Jan and I got there seconds after it happened. People were still shouting with surprise and dismay. The body lay in tatters on the tracks.
“Oh God,” Jan whispered. “That poor man.”
“What happened?” I asked the guy next to me.
“Suicide,” the guy said. “He hopped off the platform right when the train was coming by.”
“Christ,” I muttered. I wondered what our options were. There’d obviously be a delay while the police and paramedics attended to the scene. From the looks of it, Jan and I were going to be late for our friends’ wedding in New York that evening; people were already scooping up the remaining taxis to take to their destinations. It looked like we’d be stuck there for a while. Continue reading “The Incident at the Train Station”
It was just too awful. Too unbelievable. People would think I got scared and made something up because I was a kid at the time and that’s what kids do. Everyone knows he had a few too many beers while he and I were fishing. Everyone knows fell out of the boat and drowned when the weather got bad and the water got rough. Everyone knows I couldn’t pilot the thing by myself and it went into the rocks. That’s what I told the police and that’s what they believed. Didn’t matter that they never found the body. Fishermen go missing all the time. Their bodies don’t get found, either. The current around here sweeps everything away. Blood included. Continue reading “Uncle Liam”
My sunflower seeds started talking to me last month. I couldn’t believe it; I’d been lonely for such a long time. It felt good to have friends. I bet it was my mom who asked them to keep me company. I miss her terribly.
The clearest memory I have of Mom was when she told me that all the beauty in the world grows from something small. I was helping her in the garden, and we’d just planted sunflowers. My favorite. A couple days later, she showed me the tiny, burgeoning sprouts that would eventually become the towering, yellow flowers I loved so much. She repeated what she told me about beauty. I remember being amazed. I’d wake up every morning and head outside and check their progress. Each time, they were a little bit bigger. Continue reading “Sprouts”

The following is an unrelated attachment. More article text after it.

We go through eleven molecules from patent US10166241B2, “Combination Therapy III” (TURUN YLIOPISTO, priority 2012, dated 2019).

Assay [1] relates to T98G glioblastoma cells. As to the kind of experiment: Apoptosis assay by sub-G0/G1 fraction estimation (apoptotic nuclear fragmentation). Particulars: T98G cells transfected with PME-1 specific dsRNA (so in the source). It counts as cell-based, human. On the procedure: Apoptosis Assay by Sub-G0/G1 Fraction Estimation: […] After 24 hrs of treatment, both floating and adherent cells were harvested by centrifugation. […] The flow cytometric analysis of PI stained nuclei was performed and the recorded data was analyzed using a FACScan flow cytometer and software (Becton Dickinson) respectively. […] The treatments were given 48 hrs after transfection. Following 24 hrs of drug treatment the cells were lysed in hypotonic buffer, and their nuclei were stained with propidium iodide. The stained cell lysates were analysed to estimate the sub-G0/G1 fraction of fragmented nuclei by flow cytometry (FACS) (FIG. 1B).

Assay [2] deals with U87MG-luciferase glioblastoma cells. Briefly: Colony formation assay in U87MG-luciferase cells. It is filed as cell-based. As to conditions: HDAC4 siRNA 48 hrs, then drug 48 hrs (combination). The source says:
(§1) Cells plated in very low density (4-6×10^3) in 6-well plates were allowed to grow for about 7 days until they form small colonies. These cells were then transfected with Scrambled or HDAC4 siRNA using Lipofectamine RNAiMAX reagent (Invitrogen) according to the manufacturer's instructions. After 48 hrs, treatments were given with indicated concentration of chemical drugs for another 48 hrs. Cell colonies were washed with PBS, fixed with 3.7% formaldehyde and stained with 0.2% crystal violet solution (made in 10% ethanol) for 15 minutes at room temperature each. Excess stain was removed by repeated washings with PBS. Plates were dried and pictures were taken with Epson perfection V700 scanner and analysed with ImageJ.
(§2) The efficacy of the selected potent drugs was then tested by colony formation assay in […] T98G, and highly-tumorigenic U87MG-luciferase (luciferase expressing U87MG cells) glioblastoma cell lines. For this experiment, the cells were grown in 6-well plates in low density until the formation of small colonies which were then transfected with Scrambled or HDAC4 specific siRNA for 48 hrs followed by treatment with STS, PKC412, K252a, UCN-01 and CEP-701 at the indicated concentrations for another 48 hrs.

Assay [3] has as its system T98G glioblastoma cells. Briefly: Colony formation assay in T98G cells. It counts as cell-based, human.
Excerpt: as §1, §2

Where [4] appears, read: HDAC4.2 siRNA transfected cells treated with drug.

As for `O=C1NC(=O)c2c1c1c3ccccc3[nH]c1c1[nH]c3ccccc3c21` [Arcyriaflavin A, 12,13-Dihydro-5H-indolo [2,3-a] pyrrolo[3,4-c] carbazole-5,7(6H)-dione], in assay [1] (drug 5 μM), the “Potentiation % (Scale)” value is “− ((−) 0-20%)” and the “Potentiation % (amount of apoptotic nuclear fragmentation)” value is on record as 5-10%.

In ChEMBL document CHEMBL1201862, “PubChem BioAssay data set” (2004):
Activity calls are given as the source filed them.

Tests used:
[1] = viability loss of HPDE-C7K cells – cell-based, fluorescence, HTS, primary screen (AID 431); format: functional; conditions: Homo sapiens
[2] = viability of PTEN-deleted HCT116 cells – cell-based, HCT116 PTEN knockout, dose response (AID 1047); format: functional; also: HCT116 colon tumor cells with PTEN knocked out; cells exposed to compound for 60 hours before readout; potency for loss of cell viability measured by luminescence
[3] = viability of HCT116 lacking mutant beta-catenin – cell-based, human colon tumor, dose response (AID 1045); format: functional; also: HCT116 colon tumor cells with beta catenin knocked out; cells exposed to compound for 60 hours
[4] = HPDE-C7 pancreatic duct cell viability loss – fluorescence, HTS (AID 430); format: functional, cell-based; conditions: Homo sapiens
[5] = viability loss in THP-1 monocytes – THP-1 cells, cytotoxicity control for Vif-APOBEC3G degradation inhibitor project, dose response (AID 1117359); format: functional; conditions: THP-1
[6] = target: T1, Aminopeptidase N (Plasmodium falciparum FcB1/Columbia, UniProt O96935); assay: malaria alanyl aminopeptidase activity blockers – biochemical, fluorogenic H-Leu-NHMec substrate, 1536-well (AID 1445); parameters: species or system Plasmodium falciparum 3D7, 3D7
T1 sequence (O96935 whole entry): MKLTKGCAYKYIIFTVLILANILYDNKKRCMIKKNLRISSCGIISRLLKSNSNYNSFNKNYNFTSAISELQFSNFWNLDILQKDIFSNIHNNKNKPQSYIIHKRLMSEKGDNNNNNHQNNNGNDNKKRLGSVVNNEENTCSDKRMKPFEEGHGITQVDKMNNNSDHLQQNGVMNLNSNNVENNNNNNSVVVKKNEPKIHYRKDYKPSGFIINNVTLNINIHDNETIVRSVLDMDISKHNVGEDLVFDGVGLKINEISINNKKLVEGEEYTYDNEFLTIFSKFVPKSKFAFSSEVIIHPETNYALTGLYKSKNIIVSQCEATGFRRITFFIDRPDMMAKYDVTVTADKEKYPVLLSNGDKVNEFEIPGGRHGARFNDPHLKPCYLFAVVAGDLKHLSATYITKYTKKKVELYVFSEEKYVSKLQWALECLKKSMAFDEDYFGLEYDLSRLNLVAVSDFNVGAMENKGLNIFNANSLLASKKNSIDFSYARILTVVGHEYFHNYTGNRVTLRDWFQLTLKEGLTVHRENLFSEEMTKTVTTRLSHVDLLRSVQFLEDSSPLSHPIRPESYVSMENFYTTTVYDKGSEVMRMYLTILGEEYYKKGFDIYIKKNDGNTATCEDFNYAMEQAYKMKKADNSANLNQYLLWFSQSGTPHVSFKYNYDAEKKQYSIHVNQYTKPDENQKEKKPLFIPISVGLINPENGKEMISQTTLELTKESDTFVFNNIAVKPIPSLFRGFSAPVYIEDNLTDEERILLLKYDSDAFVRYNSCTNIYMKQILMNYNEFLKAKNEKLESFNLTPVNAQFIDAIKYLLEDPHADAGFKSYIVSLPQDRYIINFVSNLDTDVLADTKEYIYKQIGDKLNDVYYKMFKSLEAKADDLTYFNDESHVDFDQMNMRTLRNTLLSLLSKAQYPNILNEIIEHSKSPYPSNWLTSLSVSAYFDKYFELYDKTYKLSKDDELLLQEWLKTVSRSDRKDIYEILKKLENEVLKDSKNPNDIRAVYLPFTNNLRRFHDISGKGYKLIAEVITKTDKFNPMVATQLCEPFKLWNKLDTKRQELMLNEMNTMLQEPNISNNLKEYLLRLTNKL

Something’s living under my teeth. Whenever I chew, it screams. I had to stop eating. Now I blend everything up and drink it so I don’t have to hear the sound anymore. Brushing my teeth is out. More screaming; bloodcurdling shrieks stopping only when I don’t apply pressure. Even when I sleep, if my mouth closes and my teeth click together, my ears are pierced with the sounds of agony. Continue reading “Under My Teeth”
“No,” I insisted. “Absolutely and unequivocally. No.”
I studied his face. It looked like he was prepared to accept what I was saying, but somewhere in his eyes I saw what I’d been hoping for. Something I barely wanted to admit, but nonetheless what I wanted most of all: he understood that behind my protestations was a plea to be convinced.
He opened his mouth and I studied his tongue. It was pink and firm and marked with tastebuds. The sheen of saliva on the muscle was both inviting and repelling; I loved how it felt inside me. I enjoyed the sensations it produced. But it left things behind. When he pulled away, I would feel the air on the wetness it deposited. It was cold. Discomforting.
I met his mouth with mine and let his tongue slip between my lips. It brushed against my own and I tasted his saliva. His mouth was still salty and slightly bitter from our earlier acts together. Not altogether unpleasant, but still noteworthy. I assumed mine tasted similar. Continue reading “Tiptoeing the Line of Consent”
We weren’t allowed to leave our home; the suited men were everywhere and kept insisting it was for our own safety. They wouldn’t give us a hint about what was going on.
Being right across the street, I stayed glued to my front window. It was fascinating at first. Then interesting. Then tedious. Still, I felt like I had to keep watching. There was something going on in there and I needed to know what. Nothing on television gave any indication something was wrong. Our cell phones had no service. It was as if the signals were being blocked.
Toward the end of the first day, I’d started to feel a surprising amount of apprehension. My wife, too. It felt as if we were about to receive terrible news, despite not having any reason to. Continue reading “Last Weekend”
It’s almost impossible to sleep when there’s a cricket in your room. I know. I’ve tried. The constant chirping as the bug seeks out some nonexistent mate is enough to drive you crazy. And I’ll admit: for a time, I may have lapsed into a mental state that wasn’t the healthiest for me. It would happen to anyone under those conditions.
I went a good two weeks without sleeping more than 10 minutes a night. The sound was constant and inescapable. I did some searches online and was told I could buy a lizard who’d eat the thing and end my torment. I let three of them loose before I went to work and never saw them again. The chirping continued unabated. Continue reading “Endless Chirping”